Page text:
[BF: That’s completely beside the point. They also fought alongside comrades from Australia, New Zealand, Canada, the US, India, Free French forces, Free Polish forces, and many others. My grandfather for instance, as part of 1HLI (First Battalion, Highland Light Infantry) fought as part of the Third Indian (Lahore] Division. They were sent to France in November 1914 and spent a year there, fighting in many engagements, including Ypres, with allies from many nations. A year later they were deployed to Mesopotamia where they fought for the rest of the war, along with the Australian Light Horse and the Arabs (remember Lawrence of Arabia?) The point is, if Scotland had been independent back then would things have been any different? Not in the Second World War certainly. You think Scotland would not have united with the rest of the free world to fight fascism? Scotland, that sent so many volunteers (look it up) to fight fascism in the Spanish Civil War? And by the way, did you know Churchill had a plan to abandon Scotland if the Germans invaded? True. And my town got virtually no protection and was almost completely destroyed in the Clydebank Blitz. So ra ra, the flag and all that, but we could have fought just as effectively under our own flag. We’d have been an asset to any operation, as we always have been.]

    We have successfully worked as part of a Union for centuries. We are at a point where we are intertwined and financially interdependent to a level that it is nigh on impossible to accurately separate what belongs to who and why it would be theirs. [BF: No, it’s far from impossible, many minds, including my own, are working on it and it will be worked out one way or another. Having an initial currency union, and there WILL be one, will ease the transition. Major disputes can be adjudicated in the ICJ, but if our negotiating partners are prepared to be reasonable that shouldn’t be necessary.]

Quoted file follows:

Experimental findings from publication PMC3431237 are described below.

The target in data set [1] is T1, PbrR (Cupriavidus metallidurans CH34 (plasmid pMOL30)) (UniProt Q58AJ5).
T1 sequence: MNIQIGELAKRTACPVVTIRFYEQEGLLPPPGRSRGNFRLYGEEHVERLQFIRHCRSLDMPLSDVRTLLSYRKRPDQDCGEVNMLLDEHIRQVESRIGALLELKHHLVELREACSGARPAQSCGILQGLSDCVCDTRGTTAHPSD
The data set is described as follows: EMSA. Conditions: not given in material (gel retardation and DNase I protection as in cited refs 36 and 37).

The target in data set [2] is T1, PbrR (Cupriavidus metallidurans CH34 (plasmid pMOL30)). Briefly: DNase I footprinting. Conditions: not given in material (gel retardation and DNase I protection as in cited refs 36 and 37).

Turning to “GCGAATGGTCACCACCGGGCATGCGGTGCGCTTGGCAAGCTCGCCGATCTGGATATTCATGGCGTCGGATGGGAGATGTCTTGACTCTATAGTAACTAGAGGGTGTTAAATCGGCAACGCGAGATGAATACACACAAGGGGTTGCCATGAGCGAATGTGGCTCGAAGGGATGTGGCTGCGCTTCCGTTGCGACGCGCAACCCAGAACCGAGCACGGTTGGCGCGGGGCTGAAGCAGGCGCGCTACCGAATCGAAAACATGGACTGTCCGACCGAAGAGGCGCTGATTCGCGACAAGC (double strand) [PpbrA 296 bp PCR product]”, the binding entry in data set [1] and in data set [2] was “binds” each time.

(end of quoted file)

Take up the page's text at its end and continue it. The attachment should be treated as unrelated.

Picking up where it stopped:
You are right in the fact that on 18th of September we will have the right to vote. For the sake of all those I love I hope the right decision prevails.

    [BF: Now THAT is the one sentence in your post I completely agree with.]

  11. Excellent analysis and one which consolidates my change of mind over the last few years. The Yes camp is definitely gathering momentum.

  12. I have to hand it to you sir you know your stuff.
    you speak (as it were) in a level headed and reasoned manner, unfortunately no mater how often we act thus the people on the other side of the argument leap in with frothing mouths and scream outrage and insult at us.
    we are accused of not having looked at the facts, every time we place evidence before them, then we are shown none in support of their view point.
    constantly they cry blue painted face, to make us look barbaric and silly, even though we provide intelligent answers and well reasoned responses.
    The thing I think they fail most to realise is that we know we shall never truly get them to understand and agree with what we know. But that their vitriolic and unreasoned rage, their lack of good sense policies and failure to hide the truth will help convince the undecided to vote yes just as much we our selves shall.
    there is a much used meme that is very fitting in this
    “Anti-intellectualism has been a constant thread winding its way through our political and cultural life, nurtured by the false notion that democracy means that ‘my ignorance is just as good as your knowledge.’” ― Isaac Asimov

    • Thank you for your insightful and erudite response. I’ve taken the liberty of correcting a single typo on your behalf, I thought you’d probably not mind.

      I agree with your summation of our opponents, but what can we do but keep calmly stating the facts and insisting on the truth?

      And by the way, anyone who can quote Isaac Asimov in support of their argument will always earn bonus points on this blog. 🙂

  13. Billy permalink

    Living in Glasgow and regularly visiting other parts of Scotland, I hear the 2nd, 3rd and 4th mentioned as a reason for voting yes by A LOT of people. Fair enough, you don’t have any of these reasons but you are very much in the minority.